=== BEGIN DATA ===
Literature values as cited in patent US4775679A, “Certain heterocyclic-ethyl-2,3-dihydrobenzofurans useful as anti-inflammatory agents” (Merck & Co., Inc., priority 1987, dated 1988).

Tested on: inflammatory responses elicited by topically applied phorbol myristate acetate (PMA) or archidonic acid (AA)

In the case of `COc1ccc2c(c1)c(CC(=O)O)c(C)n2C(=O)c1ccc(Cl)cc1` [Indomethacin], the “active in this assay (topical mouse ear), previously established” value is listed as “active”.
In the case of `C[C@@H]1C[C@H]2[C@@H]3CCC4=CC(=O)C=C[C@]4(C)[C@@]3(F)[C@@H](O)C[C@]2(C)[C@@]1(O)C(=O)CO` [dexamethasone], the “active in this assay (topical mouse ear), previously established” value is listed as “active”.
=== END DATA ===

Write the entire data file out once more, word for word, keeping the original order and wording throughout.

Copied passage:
Literature values as cited in patent US4775679A, “Certain heterocyclic-ethyl-2,3-dihydrobenzofurans useful as anti-inflammatory agents” (Merck & Co., Inc., priority 1987, dated 1988).

Tested on: inflammatory responses elicited by topically applied phorbol myristate acetate (PMA) or archidonic acid (AA)

In the case of `COc1ccc2c(c1)c(CC(=O)O)c(C)n2C(=O)c1ccc(Cl)cc1` [Indomethacin], the “active in this assay (topical mouse ear), previously established” value is listed as “active”.
In the case of `C[C@@H]1C[C@H]2[C@@H]3CCC4=CC(=O)C=C[C@]4(C)[C@@]3(F)[C@@H](O)C[C@]2(C)[C@@]1(O)C(=O)CO` [dexamethasone], the “active in this assay (topical mouse ear), previously established” value is listed as “active”.